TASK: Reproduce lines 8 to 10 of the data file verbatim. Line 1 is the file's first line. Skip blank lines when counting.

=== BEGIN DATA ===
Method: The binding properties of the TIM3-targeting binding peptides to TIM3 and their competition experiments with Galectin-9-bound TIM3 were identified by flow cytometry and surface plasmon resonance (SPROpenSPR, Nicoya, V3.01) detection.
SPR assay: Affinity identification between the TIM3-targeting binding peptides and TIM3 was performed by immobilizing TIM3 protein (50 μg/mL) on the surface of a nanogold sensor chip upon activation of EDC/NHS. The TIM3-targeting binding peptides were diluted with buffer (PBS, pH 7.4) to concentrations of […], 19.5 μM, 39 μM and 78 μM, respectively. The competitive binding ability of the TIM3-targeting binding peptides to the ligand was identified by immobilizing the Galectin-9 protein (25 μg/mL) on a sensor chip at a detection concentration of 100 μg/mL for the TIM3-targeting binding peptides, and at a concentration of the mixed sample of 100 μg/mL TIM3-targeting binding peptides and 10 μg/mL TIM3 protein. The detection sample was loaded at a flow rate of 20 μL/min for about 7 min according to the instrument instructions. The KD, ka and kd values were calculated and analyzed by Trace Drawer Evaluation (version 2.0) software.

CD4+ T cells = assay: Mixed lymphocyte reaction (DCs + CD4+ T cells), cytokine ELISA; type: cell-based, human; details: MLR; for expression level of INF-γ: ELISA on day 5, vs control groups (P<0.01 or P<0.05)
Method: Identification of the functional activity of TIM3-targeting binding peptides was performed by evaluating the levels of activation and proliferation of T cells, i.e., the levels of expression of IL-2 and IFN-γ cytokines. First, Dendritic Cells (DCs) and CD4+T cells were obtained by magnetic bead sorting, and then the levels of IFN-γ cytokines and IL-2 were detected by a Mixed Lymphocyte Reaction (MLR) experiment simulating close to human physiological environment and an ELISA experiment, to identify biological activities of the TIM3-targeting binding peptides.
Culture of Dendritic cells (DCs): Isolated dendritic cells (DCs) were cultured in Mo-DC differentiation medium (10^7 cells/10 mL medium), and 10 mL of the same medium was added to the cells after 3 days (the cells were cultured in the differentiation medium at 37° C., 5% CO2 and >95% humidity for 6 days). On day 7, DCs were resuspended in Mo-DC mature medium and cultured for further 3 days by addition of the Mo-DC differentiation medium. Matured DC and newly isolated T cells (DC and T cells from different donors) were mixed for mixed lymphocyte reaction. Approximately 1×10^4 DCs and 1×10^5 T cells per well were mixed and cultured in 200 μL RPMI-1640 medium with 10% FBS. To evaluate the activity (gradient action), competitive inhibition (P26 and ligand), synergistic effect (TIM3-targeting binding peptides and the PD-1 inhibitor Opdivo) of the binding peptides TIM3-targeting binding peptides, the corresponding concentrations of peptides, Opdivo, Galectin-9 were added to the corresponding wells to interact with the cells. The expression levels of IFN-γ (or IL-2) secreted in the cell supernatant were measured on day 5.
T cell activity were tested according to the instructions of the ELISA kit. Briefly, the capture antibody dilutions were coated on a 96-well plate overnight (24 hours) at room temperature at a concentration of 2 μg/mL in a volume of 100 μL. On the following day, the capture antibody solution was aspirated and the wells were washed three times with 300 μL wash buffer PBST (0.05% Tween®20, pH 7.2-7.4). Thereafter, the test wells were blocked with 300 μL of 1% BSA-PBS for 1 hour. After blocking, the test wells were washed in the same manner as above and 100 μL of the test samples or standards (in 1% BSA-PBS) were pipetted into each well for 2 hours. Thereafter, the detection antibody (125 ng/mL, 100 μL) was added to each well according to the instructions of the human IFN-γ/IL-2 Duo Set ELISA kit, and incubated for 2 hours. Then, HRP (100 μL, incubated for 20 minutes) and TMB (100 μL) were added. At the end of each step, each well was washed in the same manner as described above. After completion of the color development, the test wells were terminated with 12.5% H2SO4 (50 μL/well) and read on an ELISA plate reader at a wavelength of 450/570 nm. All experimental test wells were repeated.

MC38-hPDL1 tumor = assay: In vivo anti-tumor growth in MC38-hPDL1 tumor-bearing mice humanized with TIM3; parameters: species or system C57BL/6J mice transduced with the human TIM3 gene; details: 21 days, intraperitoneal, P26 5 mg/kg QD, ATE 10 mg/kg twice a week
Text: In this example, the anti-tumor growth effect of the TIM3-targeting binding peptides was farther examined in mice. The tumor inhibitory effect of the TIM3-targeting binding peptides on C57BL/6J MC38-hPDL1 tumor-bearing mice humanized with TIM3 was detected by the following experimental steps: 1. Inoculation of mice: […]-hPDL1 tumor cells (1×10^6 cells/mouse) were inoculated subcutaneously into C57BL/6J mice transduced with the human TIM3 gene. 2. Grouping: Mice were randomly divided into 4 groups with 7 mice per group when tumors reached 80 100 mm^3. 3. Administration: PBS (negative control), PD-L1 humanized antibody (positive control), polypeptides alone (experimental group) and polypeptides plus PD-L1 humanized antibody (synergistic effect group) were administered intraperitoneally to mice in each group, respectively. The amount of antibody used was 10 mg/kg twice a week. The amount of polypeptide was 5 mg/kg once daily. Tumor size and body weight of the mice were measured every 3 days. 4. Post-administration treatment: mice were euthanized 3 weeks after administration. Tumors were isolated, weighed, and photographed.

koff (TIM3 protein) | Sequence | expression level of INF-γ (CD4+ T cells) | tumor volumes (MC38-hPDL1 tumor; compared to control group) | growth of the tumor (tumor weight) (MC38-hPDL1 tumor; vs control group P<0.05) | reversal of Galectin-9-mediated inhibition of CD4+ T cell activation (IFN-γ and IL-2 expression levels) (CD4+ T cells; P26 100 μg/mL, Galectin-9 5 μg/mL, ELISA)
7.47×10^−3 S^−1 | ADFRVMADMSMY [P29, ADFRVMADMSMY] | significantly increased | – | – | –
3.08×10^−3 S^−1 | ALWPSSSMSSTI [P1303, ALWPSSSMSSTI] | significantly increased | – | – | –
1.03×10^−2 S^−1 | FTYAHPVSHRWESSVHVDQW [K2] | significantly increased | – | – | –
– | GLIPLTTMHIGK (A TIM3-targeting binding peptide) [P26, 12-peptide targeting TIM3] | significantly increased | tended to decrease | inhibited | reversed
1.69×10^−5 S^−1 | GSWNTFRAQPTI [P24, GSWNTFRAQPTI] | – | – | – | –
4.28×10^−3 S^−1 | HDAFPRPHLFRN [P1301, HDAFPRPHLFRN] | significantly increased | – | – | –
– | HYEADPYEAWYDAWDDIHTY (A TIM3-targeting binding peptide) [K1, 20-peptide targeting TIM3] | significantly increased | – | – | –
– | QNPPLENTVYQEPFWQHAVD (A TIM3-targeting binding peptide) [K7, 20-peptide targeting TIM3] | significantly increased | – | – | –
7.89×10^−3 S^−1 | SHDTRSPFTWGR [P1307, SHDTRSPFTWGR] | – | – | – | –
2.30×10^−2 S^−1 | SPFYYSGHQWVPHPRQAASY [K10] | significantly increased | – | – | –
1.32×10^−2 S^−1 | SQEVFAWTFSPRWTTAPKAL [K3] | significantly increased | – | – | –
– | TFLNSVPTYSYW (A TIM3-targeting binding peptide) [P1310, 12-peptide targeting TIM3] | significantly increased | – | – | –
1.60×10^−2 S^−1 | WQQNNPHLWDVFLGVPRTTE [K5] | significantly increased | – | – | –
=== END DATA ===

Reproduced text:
Text: In this example, the anti-tumor growth effect of the TIM3-targeting binding peptides was farther examined in mice. The tumor inhibitory effect of the TIM3-targeting binding peptides on C57BL/6J MC38-hPDL1 tumor-bearing mice humanized with TIM3 was detected by the following experimental steps: 1. Inoculation of mice: […]-hPDL1 tumor cells (1×10^6 cells/mouse) were inoculated subcutaneously into C57BL/6J mice transduced with the human TIM3 gene. 2. Grouping: Mice were randomly divided into 4 groups with 7 mice per group when tumors reached 80 100 mm^3. 3. Administration: PBS (negative control), PD-L1 humanized antibody (positive control), polypeptides alone (experimental group) and polypeptides plus PD-L1 humanized antibody (synergistic effect group) were administered intraperitoneally to mice in each group, respectively. The amount of antibody used was 10 mg/kg twice a week. The amount of polypeptide was 5 mg/kg once daily. Tumor size and body weight of the mice were measured every 3 days. 4. Post-administration treatment: mice were euthanized 3 weeks after administration. Tumors were isolated, weighed, and photographed.

koff (TIM3 protein) | Sequence | expression level of INF-γ (CD4+ T cells) | tumor volumes (MC38-hPDL1 tumor; compared to control group) | growth of the tumor (tumor weight) (MC38-hPDL1 tumor; vs control group P<0.05) | reversal of Galectin-9-mediated inhibition of CD4+ T cell activation (IFN-γ and IL-2 expression levels) (CD4+ T cells; P26 100 μg/mL, Galectin-9 5 μg/mL, ELISA)
7.47×10^−3 S^−1 | ADFRVMADMSMY [P29, ADFRVMADMSMY] | significantly increased | – | – | –